Pulmonary Rehabilitation in Patients Recovering from COVID-19

Link to article at PubMed

Respiration. 2021 Mar 30:1-7. doi: 10.1159/000514387. Online ahead of print.


BACKGROUND: In hospitalized patients recovering from the SARS-coronavirus-2 disease 19 (COVID-19), high prevalence of muscle weakness and physical performance impairment has been observed.

OBJECTIVES: The aim of this study was to evaluate the effectiveness of pulmonary rehabilitation in these subjects in a real-life setting.

METHODS: Retrospective data analysis of patients recovering from COVID-19, including those requiring assisted ventilation or oxygen therapy, consecutively admitted to an in-patient pulmonary rehabilitation program between April 1 and August 15, 2020. Short Physical Performance Battery (SPPB: primary outcome), Barthel Index (BI), and six-min walking distance were assessed as outcome measures.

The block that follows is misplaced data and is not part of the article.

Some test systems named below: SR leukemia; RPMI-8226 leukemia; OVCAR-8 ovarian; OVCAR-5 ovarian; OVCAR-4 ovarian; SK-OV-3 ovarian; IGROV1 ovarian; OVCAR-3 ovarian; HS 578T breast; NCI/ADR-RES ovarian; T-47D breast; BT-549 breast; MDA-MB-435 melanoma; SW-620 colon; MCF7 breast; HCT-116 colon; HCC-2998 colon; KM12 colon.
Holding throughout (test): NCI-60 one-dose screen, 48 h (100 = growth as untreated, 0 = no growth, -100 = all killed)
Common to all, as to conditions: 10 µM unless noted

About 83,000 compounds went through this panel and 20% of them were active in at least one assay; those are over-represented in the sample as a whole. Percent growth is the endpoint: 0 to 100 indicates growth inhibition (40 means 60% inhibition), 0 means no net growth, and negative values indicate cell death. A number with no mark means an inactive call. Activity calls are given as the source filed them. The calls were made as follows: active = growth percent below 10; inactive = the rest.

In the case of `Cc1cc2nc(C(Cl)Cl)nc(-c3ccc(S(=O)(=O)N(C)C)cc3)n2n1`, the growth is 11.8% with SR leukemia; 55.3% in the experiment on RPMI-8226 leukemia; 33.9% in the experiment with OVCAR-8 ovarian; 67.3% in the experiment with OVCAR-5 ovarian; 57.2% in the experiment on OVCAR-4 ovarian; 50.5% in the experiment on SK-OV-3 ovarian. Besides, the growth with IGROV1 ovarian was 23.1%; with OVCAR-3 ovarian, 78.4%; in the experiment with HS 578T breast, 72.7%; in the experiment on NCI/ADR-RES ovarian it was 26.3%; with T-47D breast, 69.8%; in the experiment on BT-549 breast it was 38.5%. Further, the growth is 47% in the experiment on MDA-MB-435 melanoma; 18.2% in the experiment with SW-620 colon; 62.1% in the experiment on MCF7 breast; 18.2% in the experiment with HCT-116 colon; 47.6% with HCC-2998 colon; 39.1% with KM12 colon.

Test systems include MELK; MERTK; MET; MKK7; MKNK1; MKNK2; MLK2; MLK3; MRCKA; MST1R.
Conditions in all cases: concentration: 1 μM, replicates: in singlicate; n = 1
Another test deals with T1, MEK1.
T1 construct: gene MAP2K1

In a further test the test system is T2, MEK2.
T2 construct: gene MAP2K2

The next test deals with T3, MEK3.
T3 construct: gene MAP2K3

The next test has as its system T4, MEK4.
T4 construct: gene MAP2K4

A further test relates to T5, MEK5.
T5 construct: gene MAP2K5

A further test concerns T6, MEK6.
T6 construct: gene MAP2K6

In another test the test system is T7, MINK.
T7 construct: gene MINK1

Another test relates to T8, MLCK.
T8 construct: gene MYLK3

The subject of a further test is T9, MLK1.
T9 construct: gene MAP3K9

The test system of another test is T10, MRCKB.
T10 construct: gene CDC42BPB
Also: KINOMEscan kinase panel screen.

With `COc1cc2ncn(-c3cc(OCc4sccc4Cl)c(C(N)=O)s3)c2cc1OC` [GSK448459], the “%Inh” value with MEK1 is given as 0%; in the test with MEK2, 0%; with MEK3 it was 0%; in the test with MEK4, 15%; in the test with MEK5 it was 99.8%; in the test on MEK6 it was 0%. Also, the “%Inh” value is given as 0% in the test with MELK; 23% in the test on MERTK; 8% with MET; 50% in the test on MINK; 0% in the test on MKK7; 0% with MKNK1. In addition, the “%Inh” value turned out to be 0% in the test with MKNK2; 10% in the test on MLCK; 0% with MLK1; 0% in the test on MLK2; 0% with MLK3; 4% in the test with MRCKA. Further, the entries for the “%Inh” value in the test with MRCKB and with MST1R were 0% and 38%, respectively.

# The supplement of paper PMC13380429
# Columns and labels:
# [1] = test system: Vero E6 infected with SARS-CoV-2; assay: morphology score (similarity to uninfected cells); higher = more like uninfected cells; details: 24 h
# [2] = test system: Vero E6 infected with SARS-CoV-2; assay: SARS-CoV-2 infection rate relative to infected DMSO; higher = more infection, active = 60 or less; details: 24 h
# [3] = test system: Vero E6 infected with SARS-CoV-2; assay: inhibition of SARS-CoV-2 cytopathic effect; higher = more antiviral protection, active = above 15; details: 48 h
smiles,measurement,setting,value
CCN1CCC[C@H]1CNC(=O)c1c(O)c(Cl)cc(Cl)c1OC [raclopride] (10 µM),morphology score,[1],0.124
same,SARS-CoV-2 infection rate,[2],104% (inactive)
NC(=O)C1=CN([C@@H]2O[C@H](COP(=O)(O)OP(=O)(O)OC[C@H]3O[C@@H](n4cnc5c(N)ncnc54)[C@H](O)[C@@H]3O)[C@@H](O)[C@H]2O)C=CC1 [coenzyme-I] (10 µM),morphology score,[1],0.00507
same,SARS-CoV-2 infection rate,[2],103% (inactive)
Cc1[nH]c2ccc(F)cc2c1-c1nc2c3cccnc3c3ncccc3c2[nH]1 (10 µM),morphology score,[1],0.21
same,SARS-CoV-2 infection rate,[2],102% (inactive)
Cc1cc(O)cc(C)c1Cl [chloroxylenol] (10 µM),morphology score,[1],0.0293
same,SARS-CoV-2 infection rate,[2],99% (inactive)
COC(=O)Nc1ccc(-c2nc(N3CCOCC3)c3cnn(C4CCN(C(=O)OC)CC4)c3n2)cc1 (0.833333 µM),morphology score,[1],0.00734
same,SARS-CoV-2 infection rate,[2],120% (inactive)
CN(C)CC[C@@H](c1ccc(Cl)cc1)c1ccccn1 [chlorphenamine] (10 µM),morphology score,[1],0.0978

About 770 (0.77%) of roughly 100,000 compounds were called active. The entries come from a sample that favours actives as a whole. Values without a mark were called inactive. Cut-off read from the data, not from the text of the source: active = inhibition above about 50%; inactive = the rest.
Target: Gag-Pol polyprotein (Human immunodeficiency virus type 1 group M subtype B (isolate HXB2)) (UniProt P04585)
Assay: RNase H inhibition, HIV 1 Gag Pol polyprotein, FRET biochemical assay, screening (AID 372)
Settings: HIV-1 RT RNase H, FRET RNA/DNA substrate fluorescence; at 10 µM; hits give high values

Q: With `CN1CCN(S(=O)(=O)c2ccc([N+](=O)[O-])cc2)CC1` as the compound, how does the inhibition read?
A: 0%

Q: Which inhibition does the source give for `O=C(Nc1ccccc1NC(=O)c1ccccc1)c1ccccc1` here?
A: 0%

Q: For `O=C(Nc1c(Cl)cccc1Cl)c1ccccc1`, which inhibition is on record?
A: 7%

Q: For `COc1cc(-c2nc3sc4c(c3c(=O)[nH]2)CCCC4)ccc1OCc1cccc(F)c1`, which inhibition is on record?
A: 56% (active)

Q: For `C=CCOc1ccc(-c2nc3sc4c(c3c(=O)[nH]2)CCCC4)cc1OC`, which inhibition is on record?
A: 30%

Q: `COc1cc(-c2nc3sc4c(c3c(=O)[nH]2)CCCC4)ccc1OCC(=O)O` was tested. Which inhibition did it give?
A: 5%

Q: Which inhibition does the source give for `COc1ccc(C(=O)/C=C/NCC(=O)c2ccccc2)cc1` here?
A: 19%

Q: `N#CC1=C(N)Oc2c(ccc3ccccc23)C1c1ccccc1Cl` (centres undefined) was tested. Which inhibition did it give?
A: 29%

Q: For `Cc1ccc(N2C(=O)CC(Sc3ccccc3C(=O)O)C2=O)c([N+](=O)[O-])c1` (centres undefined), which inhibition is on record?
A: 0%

RESULTS: Data of 140 patients were analyzed. After rehabilitation, patients showed improvements in SPPB {from: (median [IQR]) 0.5 (0-7) to 7 (4-10), p < 0.001} and BI (from 55 [30-90] to 95 [65-100], p < 0.001), as well as in other assessed outcome measures. The proportion of patients unable at admission to stand, rise from a chair and walk was significantly reduced (p < 0.00).

CONCLUSIONS: Pulmonary rehabilitation is possible and effective in patients recovering from COVID-19. Our findings may be useful to guide clinicians taking care of patients surviving COVID-19 infection.

PMID:33784696 | DOI:10.1159/000514387

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